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Water Resource Development in Iran
The Geographical Journal
Vol. 140, No. 3 (Oct., 1974), pp. 418-431
Published by: geographicalj
Stable URL: http://www.jstor.org/stable/1796535
Page Count: 14
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Iran is an arid country with water surpluses existing in only small portions of the northern and western parts. Until recently traditional irrigation systems, using both surface and groundwater supplies, have been widely utilized for agricultural production. The qanat, a sloping tunnel for extracting ground-water, is particularly common in Iran, especially on the alluvial fans bordering the Dasht-e-Kavir, or salt desert. Since the Second World War four development plans have been carried out in Iran, and during the Second Seven Year Plan a number of large multi-purpose water resource projects were initiated. These projects together with new ones were continued in the succeeding plans. During the early plans, emphasis was placed on the provision of water for agricultural use with the development of the Khuzistan lowlands receiving high priority. At a later stage more attention was paid to the provision of water supplies to meet the rapidly increasing demands of water for industrial and domestic use. One of the greatest problems faced by Iran so far has been the provision of a satisfactory water supply for the rapidly growing capital, Tehran. As yet water pollution has not become a major difficulty hindering water resource development.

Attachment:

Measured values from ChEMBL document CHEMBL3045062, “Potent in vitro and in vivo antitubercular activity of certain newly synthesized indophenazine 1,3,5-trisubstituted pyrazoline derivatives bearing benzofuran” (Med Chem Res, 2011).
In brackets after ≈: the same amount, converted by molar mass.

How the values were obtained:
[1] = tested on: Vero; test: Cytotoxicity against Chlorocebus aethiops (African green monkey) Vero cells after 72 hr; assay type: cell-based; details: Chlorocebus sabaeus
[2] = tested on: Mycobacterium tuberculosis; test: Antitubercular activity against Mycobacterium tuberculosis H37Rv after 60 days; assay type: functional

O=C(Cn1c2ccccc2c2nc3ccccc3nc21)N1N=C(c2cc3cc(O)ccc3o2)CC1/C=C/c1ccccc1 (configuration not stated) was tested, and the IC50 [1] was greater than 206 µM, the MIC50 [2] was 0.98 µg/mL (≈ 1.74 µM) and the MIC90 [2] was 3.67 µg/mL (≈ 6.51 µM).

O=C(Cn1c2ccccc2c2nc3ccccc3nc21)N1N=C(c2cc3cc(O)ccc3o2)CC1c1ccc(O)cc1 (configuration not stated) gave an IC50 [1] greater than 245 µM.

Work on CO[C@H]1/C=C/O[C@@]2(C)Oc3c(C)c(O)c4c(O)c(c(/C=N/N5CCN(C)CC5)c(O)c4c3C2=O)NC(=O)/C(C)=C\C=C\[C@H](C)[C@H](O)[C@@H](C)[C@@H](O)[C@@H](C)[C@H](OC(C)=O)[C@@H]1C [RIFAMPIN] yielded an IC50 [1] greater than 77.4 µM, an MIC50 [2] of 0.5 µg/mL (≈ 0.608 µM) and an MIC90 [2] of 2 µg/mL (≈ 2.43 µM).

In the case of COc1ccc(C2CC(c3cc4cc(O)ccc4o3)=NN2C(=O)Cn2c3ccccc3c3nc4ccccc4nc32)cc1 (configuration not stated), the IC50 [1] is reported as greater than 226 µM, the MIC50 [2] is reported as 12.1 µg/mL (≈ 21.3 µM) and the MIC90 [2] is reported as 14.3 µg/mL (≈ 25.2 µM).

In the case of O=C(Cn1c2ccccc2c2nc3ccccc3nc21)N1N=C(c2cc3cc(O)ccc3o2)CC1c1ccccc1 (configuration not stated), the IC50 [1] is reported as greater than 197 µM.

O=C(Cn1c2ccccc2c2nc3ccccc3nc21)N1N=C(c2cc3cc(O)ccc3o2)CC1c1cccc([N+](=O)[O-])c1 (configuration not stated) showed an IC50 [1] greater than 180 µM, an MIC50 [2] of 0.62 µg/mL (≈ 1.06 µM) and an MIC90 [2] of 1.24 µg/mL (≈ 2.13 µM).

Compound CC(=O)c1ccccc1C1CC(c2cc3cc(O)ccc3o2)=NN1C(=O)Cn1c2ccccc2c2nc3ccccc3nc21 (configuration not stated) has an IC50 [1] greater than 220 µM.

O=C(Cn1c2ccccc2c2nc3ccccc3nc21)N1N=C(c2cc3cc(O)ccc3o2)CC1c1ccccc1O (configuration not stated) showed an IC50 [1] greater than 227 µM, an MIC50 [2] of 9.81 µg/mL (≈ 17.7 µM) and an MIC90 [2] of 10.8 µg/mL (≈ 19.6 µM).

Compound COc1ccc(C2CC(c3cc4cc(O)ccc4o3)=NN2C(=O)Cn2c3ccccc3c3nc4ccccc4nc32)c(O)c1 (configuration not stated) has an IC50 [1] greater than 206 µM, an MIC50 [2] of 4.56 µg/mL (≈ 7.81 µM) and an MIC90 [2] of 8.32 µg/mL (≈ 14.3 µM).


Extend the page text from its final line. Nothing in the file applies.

The Geographical Journal © 1974 The Royal Geographical Society (with the Institute of British Geographers)